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The (meta-sata-pata)physics of USB Transfer

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#1
jaclaz

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Those slim USB drives must also make trade-offs to achieve the reduction in size, like a reduction in transfer speed. There is no easy way to cheat physics.

Well, it depends on the type of data you send.

You see, 1's are slim enough, 0's are rather fat and may get slowed down by friction in the tinier electronic pipes.
As long as you send lots of 1's everything seems normal but when you want to actually 00 out a stick, it will get SLOW.
:whistle:

Though for very different reasons, the effect is not completely unlike what happens with cable connections:
http://www.911cd.net...pic=21827&st=23
though if you use 0's and 8's on those tiny USB sticks, you will actually worsen the issue :ph34r:

:lol:

jaclaz

Edited by jaclaz, 24 December 2011 - 11:50 AM.



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#2
rloew

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Those slim USB drives must also make trade-offs to achieve the reduction in size, like a reduction in transfer speed. There is no easy way to cheat physics.

Well, it depends on the type of data you send.

You see, 1's are slim enough, 0's are rather fat and may get slowed down by friction in the tinier electronic pipes.
As long as you send lots of 1's everything seems normal but when you want to actually 00 out a stick, it will get SLOW.
:whistle:

Though for very different reasons, the effect is not completely unlike what happens with cable connections:
http://www.911cd.net...pic=21827&st=23
though if you use 0's and 8's on those tiny USB sticks, you will actually worsen the issue :ph34r:

:lol:

jaclaz

Too bad nobody posted the real reason 0's are slower than 1's when writing USB Devices.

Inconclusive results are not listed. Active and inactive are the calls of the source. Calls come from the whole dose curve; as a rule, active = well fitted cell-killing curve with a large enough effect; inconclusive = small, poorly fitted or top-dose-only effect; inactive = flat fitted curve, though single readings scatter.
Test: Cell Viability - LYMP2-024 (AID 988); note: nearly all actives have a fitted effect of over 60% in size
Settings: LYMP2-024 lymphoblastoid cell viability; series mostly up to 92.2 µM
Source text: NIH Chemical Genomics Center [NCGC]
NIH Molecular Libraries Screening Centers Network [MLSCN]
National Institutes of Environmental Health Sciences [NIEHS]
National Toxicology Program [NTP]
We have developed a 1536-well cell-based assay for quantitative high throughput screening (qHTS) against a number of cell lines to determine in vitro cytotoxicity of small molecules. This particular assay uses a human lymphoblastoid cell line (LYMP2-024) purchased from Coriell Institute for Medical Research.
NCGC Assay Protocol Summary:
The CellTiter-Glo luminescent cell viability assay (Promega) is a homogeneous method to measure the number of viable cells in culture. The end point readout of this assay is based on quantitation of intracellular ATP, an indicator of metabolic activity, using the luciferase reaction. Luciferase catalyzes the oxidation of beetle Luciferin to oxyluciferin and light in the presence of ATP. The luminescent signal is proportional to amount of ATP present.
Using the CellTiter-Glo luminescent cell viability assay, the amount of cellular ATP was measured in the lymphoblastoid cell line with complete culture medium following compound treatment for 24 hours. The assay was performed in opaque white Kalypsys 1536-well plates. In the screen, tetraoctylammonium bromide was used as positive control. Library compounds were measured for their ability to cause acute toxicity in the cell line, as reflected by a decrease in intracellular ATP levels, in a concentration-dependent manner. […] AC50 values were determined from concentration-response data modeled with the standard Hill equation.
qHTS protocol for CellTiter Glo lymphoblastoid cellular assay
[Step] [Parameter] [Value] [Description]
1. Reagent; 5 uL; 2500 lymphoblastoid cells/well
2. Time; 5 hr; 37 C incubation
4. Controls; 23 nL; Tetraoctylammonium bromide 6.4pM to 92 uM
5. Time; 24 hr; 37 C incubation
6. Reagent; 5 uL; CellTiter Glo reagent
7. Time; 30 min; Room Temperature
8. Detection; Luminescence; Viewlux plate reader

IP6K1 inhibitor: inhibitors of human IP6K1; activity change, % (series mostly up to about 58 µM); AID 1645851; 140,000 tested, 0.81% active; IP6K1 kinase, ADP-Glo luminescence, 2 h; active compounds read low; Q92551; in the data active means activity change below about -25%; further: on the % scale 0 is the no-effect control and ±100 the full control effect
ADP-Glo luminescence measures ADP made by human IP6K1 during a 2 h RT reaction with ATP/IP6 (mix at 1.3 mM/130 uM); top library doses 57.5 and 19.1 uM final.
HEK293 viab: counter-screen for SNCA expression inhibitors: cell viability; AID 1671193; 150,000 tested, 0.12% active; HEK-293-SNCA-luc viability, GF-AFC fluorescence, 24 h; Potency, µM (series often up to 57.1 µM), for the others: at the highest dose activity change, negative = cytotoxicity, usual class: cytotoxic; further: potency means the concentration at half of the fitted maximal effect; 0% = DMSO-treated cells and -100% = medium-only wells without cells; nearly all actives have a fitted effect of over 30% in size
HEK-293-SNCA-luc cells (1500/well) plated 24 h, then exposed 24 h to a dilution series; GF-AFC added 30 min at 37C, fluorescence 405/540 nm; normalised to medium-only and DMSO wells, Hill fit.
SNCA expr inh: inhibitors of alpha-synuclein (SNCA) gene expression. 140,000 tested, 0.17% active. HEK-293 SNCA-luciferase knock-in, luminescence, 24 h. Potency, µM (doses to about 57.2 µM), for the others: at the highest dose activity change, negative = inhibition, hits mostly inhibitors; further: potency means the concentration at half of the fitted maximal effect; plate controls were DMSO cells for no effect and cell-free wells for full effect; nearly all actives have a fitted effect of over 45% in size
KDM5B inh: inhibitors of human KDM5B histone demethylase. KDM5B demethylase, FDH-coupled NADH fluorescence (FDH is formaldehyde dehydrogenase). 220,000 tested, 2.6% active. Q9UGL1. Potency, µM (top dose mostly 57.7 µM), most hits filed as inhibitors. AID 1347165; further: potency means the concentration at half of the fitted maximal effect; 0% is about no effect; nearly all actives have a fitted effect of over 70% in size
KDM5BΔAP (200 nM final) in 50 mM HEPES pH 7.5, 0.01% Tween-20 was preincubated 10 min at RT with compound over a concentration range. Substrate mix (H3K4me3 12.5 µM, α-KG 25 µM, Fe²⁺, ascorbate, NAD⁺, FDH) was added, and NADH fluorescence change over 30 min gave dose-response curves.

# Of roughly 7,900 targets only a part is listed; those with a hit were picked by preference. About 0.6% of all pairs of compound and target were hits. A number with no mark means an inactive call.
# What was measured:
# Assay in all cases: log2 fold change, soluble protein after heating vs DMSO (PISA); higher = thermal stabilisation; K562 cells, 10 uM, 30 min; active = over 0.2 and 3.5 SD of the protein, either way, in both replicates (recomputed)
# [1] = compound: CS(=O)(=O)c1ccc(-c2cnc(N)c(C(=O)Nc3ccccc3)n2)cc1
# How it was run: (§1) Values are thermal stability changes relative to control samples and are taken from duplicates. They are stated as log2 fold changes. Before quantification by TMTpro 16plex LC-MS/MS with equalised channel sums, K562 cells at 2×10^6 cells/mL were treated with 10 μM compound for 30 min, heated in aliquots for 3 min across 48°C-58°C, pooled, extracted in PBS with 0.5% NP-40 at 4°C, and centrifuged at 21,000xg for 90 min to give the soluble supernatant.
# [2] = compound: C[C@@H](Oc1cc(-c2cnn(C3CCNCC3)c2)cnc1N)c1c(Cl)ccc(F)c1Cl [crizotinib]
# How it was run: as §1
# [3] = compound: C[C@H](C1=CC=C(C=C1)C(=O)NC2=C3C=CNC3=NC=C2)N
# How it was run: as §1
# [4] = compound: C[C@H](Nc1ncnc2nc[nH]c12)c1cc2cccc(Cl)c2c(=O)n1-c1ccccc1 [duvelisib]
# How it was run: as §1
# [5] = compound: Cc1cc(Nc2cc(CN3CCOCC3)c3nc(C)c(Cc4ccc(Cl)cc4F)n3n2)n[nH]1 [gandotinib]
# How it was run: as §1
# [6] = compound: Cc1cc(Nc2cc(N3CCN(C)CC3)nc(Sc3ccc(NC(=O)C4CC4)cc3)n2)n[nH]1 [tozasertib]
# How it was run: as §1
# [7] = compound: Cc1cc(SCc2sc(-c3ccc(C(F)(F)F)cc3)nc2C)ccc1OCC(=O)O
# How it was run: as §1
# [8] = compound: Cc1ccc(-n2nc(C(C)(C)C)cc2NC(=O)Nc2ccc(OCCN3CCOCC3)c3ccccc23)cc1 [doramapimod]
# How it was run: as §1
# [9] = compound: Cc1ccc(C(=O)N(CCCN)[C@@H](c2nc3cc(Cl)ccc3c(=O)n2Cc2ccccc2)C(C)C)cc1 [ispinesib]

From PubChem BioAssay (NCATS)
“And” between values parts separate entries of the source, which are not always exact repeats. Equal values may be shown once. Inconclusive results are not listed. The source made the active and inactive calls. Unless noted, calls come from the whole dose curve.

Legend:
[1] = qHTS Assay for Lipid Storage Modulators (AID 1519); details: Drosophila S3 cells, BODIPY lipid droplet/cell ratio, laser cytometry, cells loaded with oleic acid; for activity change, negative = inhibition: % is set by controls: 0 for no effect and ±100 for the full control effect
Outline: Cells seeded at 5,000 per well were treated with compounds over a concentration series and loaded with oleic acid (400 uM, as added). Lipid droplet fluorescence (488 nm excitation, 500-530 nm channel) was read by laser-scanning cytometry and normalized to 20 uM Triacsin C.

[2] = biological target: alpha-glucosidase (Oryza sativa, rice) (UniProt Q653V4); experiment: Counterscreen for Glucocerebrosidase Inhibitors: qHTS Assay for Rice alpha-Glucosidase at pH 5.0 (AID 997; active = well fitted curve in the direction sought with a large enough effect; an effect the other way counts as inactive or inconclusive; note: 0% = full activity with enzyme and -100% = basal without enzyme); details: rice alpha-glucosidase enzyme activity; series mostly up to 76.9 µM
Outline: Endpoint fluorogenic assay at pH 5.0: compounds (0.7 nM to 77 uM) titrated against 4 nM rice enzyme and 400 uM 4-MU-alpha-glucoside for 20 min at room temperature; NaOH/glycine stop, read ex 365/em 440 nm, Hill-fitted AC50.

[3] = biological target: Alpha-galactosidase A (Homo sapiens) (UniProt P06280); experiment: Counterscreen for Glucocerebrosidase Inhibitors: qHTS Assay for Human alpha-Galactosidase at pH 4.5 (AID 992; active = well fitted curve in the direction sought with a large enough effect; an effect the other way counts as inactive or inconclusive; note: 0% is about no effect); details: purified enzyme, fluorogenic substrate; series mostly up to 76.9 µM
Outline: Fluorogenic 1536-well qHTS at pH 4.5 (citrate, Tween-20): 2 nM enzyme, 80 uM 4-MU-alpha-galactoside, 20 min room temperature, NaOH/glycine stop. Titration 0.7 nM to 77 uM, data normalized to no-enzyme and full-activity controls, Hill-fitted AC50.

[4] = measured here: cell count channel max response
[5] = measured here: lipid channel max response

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#3
Foxbat

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Too bad nobody posted the real reason 0's are slower than 1's when writing USB Devices.

It boils down to line capacity. 0's require more bandwidth than 1's going through the line. USB wiring specifications lack 0-bit compression.

USB nominal transfer rate bit 0

Type A Connector
 __________        ____________________________________________________________
|  ______  |         ________    ________    ________    ________    ________ 
| [______] |  -->   /        \  /        \  /        \  /        \  /        \
|  _____   |  -->   |        |  |        |  |        |  |        |  |        |
| [_____]  |  -->   |        |  |        |  |        |  |        |  |        |
| [_____]  |  -->   |        |  |        |  |        |  |        |  |        |
|  ______  |  -->   |        |  |        |  |        |  |        |  |        |
| [______] |  -->   \________/  \________/  \________/  \________/  \________/
|__________|       ____________________________________________________________

   Result               0           0           0           0           0

===============================================================================

USB nominal transfer rate bit 1

Type A Connector
 __________        ____________________________________________________________
|  ______  |                 
| [______] |  -->    /|     /|     /|     /|     /|     /|     /|     /|    
|  _____   |  -->   / |    / |    / |    / |    / |    / |    / |    / |    
| [_____]  |  -->     |      |      |      |      |      |      |      |